Peltola faces Palin, Begich, Bye in Alaska House debate
Democratic U.S. Rep. Mary Peltola of Alaska in a televised debate called partisanship a threat to the country as she sought to make the case for reelection to the seat she’s held since September against challengers including Republican Sarah Palin.
Alaska’s new voting system has Sarah Palin facing Santa Claus for Congress
Alaska’s new voting system and an unexpected special election have attracted a crowd of 48 candidates to run for the state’s lone House seat this year, including former vice presidential nominee Sarah Palin and a Democratic socialist from the city of North Pole, who legally changed his name to Santa Claus.
Alaska high court reverses ruling that roiled House election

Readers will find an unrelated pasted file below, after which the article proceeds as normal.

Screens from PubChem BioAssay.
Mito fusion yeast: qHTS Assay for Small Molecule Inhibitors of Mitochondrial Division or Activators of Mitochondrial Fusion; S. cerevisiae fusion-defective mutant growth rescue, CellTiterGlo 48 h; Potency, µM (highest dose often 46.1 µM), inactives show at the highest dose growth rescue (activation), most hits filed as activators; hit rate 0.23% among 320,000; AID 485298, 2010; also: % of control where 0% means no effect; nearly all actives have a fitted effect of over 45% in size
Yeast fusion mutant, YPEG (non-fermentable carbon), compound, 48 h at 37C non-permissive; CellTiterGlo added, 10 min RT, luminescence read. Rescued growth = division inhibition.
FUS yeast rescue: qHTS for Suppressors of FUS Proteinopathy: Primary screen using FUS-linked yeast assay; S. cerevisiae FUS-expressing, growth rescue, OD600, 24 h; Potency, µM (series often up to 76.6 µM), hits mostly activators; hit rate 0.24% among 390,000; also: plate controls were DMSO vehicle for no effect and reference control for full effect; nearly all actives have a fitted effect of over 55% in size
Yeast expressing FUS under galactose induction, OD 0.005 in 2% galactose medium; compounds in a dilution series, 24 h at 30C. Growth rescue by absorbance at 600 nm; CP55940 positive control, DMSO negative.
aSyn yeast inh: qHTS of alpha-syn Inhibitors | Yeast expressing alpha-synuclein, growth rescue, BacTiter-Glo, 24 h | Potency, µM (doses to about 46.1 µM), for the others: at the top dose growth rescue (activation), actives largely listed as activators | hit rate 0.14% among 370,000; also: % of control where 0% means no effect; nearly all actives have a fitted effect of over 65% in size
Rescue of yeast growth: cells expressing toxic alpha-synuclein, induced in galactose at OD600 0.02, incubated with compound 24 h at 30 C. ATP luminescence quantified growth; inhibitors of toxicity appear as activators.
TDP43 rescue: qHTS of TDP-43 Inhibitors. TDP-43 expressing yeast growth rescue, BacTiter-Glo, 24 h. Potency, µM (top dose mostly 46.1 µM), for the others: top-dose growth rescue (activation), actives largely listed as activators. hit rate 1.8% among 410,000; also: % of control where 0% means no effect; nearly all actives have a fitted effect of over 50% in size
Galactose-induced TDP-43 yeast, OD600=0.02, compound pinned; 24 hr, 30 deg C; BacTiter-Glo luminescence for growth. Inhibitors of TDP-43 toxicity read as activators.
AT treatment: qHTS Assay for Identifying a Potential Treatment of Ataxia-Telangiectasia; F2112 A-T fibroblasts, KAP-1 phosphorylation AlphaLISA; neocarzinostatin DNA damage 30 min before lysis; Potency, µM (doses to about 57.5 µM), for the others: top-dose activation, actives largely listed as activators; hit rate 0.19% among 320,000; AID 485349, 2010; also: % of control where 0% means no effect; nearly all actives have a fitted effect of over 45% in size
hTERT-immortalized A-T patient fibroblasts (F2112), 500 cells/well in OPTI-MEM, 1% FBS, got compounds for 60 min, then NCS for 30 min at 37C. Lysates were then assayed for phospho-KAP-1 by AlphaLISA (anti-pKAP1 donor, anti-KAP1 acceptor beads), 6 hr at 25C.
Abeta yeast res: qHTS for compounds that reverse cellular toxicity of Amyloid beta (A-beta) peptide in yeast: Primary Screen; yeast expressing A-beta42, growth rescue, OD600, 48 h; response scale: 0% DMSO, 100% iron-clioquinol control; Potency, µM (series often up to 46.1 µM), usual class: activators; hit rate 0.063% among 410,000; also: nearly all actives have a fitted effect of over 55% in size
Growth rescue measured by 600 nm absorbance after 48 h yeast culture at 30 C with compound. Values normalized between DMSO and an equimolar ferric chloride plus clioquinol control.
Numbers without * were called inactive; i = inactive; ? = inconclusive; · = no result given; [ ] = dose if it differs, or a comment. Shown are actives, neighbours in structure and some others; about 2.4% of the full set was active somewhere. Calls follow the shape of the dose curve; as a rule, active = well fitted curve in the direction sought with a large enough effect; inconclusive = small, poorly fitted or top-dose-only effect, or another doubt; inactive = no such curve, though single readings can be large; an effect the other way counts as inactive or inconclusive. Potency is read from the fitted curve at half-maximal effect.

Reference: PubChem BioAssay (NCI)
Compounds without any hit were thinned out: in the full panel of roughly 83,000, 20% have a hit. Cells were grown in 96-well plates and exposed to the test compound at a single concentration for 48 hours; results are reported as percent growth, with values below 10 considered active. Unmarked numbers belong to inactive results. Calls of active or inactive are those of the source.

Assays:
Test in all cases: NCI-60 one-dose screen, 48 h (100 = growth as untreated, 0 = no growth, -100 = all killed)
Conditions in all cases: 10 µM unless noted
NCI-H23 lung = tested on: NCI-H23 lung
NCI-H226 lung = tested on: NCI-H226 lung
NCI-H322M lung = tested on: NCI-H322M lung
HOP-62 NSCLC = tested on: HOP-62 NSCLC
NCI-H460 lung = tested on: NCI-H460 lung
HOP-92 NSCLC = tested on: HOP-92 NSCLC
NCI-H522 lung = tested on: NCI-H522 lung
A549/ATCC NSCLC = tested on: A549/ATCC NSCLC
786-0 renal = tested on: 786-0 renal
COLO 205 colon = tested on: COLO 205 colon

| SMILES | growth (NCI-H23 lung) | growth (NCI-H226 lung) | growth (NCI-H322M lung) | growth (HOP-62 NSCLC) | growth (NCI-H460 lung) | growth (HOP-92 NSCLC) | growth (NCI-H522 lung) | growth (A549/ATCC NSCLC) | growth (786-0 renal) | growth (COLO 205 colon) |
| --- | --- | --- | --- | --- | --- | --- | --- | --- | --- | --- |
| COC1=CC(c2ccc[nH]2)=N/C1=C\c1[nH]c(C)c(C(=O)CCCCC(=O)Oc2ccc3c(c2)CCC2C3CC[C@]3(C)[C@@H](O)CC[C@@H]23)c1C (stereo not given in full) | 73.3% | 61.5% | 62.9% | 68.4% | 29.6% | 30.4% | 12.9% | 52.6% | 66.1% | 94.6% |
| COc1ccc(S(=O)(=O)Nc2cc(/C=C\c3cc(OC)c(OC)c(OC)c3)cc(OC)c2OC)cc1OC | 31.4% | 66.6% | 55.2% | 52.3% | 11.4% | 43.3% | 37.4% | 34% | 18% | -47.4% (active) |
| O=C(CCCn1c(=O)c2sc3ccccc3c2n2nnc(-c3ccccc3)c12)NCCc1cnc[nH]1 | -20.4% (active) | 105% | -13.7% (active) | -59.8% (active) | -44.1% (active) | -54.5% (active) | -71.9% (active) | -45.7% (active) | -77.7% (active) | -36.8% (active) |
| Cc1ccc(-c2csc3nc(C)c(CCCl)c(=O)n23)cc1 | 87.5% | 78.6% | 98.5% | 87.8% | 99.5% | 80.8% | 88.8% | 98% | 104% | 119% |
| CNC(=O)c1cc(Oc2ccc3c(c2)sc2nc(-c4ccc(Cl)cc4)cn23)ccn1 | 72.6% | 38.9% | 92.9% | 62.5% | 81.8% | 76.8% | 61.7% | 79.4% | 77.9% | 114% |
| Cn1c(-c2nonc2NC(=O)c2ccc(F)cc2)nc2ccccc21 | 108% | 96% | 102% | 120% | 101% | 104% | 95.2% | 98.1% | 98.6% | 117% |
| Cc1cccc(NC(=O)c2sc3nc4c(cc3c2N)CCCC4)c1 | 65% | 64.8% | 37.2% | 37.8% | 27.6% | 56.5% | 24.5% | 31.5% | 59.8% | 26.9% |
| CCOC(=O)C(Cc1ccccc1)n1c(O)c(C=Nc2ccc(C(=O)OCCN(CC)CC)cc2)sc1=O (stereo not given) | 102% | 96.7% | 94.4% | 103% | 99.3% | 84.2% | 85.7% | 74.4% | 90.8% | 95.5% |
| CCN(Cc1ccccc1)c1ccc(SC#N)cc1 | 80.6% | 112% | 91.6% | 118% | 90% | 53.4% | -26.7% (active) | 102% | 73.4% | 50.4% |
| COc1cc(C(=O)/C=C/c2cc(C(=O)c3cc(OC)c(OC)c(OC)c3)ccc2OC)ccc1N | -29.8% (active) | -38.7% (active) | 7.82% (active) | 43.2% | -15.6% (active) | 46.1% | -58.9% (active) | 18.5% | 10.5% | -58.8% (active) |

The Alaska Supreme Court has reversed a lower court decision that barred state elections officials from certifying the results of Saturday’s special U.S. House primary amid concerns about ballot accessibility for voters with visual impairments.
House approves pro-union bill despite dim Senate odds
But it faces an all-but-certain Republican blockade in a narrowly divided Senate and is unlikely to become law. Ad“I’ve heard Democrats argue that it’s the unions that built the middle class,” said Rep. Virginia Foxx, R-N.C., the senior Republican on the House labor panel. And what this bill does is take away their freedom.”Labor unions have long been a bedrock of Democratic support. “This far-reaching legislation is nothing more than an union boss wish list,” said Foxx, who led Republican debate on the bill. Virginia Republican Rep. Bob Good excoriated the bill, saying it would effectively “funnel money to Democrats” by allowing unions to collect additional dues.
Senate energy panel backs Haaland for interior secretary